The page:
By Curtis Cord
Olive Oil Times Executive Editor | New York
In its June newsletter the International Olive Council (IOC) called its North American campaign to promote olives and olive oil “a success judging from the constant import growth recorded since its outset.”
The 18-month, $1.7 million campaign was launched in September, 2011 with a cocktail reception for food bloggers in the back of New York’s Lincoln Center. The Minneapolis public relations firm hired for the campaign, Colle+McEvoy, came up with the slogan “Add Some Life,” developed an informational website and shared tips and recipes through Facebook and Twitter.
When IOC Executive Director Jean-Louis Barjol announced the campaign in July, 2011, he said its impact would depend on the “synergy” that would develop if producers leveraged the campaign with their own initiatives: “I am here to tell (producers and marketers) of olive oil and table olives ‘hey guys, we are going to launch a campaign. It’s up to you to make it more visible, up to you to add events with your own money around this event,’” he said.
In deeming the campaign successful, the Olive Council referenced U.S. Department of Agriculture figures that show, in the 12-month period ending October 2012, the United States imported 9 percent more than in the same period in 2011. The Olive Council did not specify how the relatively small campaign might have had such an immediate impact on the world’s largest market.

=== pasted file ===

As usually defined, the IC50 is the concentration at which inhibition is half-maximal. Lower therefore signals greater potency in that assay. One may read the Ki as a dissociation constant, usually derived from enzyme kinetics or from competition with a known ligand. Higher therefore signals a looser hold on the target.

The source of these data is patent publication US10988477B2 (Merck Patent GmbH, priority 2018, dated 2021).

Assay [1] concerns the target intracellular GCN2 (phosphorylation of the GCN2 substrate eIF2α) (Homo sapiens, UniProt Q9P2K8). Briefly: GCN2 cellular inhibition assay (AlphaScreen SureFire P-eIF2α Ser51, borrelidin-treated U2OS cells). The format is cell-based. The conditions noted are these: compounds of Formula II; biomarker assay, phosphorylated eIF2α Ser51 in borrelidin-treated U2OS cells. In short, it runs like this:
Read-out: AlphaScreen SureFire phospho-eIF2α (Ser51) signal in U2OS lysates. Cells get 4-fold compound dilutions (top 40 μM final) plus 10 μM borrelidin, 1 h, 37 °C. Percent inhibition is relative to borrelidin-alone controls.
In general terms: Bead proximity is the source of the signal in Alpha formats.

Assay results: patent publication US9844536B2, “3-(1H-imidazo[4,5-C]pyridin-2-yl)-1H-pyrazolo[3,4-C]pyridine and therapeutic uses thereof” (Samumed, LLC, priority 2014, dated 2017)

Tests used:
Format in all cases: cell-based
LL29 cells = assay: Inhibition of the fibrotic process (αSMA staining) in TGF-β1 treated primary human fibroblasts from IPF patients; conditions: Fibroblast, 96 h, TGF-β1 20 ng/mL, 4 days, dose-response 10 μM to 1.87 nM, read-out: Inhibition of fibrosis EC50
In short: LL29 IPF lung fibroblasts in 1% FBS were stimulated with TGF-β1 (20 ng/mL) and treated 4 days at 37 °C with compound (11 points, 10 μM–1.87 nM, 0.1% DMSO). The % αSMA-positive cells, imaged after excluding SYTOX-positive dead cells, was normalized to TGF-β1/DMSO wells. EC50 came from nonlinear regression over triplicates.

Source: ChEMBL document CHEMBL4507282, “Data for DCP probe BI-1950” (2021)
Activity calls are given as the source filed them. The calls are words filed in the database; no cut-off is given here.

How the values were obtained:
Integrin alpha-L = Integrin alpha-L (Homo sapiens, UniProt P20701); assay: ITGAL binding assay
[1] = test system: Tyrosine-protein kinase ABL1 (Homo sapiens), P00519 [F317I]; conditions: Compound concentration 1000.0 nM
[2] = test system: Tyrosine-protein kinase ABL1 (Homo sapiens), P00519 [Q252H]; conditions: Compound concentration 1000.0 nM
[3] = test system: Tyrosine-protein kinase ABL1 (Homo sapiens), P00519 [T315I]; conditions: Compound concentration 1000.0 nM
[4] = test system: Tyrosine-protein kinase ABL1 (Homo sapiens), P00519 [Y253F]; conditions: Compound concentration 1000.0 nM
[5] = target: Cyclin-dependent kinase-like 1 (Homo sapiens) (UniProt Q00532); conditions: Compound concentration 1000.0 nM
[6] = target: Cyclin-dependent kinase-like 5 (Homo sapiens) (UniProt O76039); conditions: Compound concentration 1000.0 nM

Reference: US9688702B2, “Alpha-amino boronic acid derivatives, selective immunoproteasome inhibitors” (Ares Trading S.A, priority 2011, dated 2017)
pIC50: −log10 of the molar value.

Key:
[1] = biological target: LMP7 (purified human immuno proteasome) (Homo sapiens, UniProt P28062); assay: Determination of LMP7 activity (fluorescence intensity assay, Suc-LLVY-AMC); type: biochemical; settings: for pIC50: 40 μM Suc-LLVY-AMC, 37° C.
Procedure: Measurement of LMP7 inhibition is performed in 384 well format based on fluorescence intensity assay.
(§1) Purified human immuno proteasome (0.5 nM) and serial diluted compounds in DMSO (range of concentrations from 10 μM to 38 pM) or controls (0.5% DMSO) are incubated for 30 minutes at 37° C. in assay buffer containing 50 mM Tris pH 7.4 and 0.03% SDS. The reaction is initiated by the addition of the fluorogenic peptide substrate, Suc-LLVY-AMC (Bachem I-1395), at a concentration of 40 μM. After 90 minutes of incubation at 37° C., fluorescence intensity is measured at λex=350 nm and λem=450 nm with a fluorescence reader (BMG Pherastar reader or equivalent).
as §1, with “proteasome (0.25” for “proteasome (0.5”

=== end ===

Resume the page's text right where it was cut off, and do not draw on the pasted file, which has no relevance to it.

According to its ranking by the Internet traffic metrics service, Alexa, which provides a rough measure of a website’s popularity, the campaign’s website, addsomelife.org, gets few visitors, and its modest reach on Facebook and Twitter make it unclear if the campaign’s strategy of reaching out to “influencers” gained much ground in building broad awareness of olive oil and its benefits. The last social media posts were on December 21, 2012.
When asked if she considered the campaign a success, Bernice Neumann, who oversaw the project for Colle+McEvoy declined to say, adding that the IOC would be the best judge of that. She also declined to detail the initiatives the campaign undertook over the 18-month period.
The firm’s website states “by reaching key influencers, the Add Some Life campaign helped increase retail sales of olives and bring the household penetration of olive oil in North America to an all-time high of 51 percent.” It also claims the campaign garnered “342 million impressions” over the 18-month period.
The United States is not a member of the United Nations-sanctioned International Olive Council, which is based in Madrid. Member states pay dues, part of which go toward activities to promote olive oil and table olives around the world.
This article was last updated July 23, 2013 - 2:44 PM (GMT-4)